Burma nationwide ceasefire process lost momentum in September as the government, army and rebels failed to bridge disagreements over key issues. The army’s surprise shelling of a KIA training school used by various rebel groups on Nov. 19 killed 23 cadets and brought on a further decline in mutual trust.


2 Responses to Rebels Shun Union Day Pledge ‘Without Concrete Points’: Ethnic Leader

  1. Fox than shwe and puppet thein sien want to cheat the world with their tricky show in this faked pace agreement to attract foreign investment. All ethnic peace agreement must based on Panglong agreement.

  2. Dear Sir,

    The signing ceremony is just a gesture of peace process but the fighting in Shan State is on display to the world. It is not what the public expects from the leaders of Burma’s native and ethnic people.

    The UNFC leaders have little notice prior to attend the signing ceremony. In fact, they have signed over 10 rounds from the previous cease-fire agreements informally. Signing the paper is a process but the legal document shall be abided. There are so called Six point, Ten points and Twelfth points from the Peace Process but the first point is not yet implemented. It is re-amendment of the 2008 Constitution. The UNFC leaders have to take this seriously that the re-amendment of the Union Constitution and also amendment of State and Regional Constitution shall be on the first and second point of agenda.

    The UNFC’s members will not be contesting at the next election but they are the stakeholders in the entire political transition process. There are over 60 registered political parties in 2015 in Burma. Let’s invite at least 2-3 representatives from each political parties, and 2-3 representatives from UNFC and other ethnic armed forces for a General Unity Assembly.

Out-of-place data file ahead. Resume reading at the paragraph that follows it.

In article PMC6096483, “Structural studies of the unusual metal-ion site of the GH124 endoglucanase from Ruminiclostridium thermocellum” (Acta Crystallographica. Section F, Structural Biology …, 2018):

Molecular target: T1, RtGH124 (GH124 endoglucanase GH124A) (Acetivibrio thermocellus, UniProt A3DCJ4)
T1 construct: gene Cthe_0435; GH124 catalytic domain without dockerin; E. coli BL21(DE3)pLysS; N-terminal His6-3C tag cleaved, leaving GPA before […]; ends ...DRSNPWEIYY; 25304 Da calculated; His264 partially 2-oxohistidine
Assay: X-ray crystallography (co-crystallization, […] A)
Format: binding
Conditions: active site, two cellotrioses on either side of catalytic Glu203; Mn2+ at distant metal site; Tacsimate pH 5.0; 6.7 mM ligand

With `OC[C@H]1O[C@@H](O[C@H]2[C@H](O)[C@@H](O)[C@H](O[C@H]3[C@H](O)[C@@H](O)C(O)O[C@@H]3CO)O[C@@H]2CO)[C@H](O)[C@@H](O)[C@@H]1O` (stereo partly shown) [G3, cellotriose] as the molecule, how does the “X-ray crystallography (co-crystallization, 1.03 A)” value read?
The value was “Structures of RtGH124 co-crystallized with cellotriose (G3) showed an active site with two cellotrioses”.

The Government should use the time and resource wisely instead of picking up s small piece from one corner to another. If the General Unity Assembly is held in the next 100 days, all UNFC, UNA, USDP, NLD and other small minor parties have time to prepare for a logical debate for Peace Process.

    Establishing a Federal Union of Burma / Myanmar may take 20-30 years in the making. Our leaders have to walk from step one. Local Government’s institution must be enhanced. State Government must be working for welfare of the local populations. Union Government must be working on agreed roles and functions.

    Our leaders (all leaders in our country), have to make a plain statement that they are working for the welfare of the people, not to their own small populations.

    Our leaders have to be making a sincere statement to the nation that they are taking moral and legal responsibilities for the health, education, well beings and welfare of the entire people in the entire country, not just small tribal or ethnic people.

    Union Day was just celebrated on 12th February. We are living with tension, anger, and mistrust among us. What is the meaning of life if we do not trust our social and political institutions.

    We are living with over size military personals, and increasing armed personal in all common border. In 2003, we have to reflect where to from here.